Thanks Wyatt, you bring up an important question; one which includes many aspects and questions within questions, especially for those committed to the 5 inferences of Calvinism.
The practical implications of these issues are profound; especially for those of us who have lost babies and/or young children to an early death. I’ll spare you all the details but as a young credobaptistic Calvinist family, raising our 4 kids in a paedobaptistic (PCA) church and school we lost our youngest child (Luke) to a drowning accident in 1987. We had one (only one) Calvinistic friend who had the courage to actually apply the logical implications of the Reformed views to our real life situation. He gently assured us that we could not be certain of Luke’s election to salvation. Since Luke was born guilty of Adam’s sin and did not demonstrate clear evidence of regeneration it should not be assumed that he would be in heaven.
Well, I knew he was being a consistent Calvinist, and that got me to thinking more deeply about the questions you bring up in this post. I knew that if Luke was to perish then there would be good reason for his eternal misery, but I couldn’t really find any compelling biblical reason to conclude that he might deserve such wrath from God. I found the Bible to be saying something quite different from the system of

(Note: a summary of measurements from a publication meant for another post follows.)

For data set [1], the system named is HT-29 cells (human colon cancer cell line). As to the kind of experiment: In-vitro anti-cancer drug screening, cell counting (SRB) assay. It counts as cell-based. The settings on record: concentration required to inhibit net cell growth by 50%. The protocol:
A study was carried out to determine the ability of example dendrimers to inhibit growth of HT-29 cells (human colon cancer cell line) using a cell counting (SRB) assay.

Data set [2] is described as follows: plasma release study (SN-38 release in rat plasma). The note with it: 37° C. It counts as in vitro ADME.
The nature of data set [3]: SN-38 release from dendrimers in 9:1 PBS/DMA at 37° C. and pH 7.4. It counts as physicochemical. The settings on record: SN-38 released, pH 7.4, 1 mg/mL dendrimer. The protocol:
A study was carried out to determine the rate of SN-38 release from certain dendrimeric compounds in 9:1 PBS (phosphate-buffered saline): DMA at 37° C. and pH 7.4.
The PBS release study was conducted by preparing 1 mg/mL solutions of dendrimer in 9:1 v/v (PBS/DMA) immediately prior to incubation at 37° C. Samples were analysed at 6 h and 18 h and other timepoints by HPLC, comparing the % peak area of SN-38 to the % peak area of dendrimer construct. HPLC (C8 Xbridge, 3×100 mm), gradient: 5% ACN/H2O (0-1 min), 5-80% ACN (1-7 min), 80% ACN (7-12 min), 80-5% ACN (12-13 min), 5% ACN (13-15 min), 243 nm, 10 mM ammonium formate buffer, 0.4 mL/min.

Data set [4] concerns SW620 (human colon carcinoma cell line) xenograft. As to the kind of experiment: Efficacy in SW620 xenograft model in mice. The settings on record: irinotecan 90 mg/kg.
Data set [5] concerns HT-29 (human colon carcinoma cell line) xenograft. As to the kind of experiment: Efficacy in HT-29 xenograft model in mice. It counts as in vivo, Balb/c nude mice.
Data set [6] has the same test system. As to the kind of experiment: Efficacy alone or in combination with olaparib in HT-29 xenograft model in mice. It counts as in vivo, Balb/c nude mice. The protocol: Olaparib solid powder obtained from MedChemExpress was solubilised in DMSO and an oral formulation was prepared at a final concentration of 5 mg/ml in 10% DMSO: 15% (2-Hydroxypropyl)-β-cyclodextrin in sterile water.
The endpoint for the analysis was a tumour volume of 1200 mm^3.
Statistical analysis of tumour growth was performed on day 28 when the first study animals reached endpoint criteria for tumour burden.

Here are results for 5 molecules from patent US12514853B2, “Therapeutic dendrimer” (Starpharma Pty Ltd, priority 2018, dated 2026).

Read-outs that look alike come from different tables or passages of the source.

Calvinistic *inferences* that were born of Augustine’s Manichean over-correction of Pelagius. The result, of my study, as you may already know, is found in the book “Chosen or Not?” and the articles found at the website by the same name.
We should raise our children as if they are (and will be) believers because God has, in His wonderful common grace, given every child the capacity for faith and Jesus is the propitiation for the sins of the whole world. Scripture does not teach Universalism and God’s curse on Adam and his posterity is profound; but it does teach that the impeccable life of Christ and His crosswork can be imputed to small children and those who live and die without knowing who Jesus was.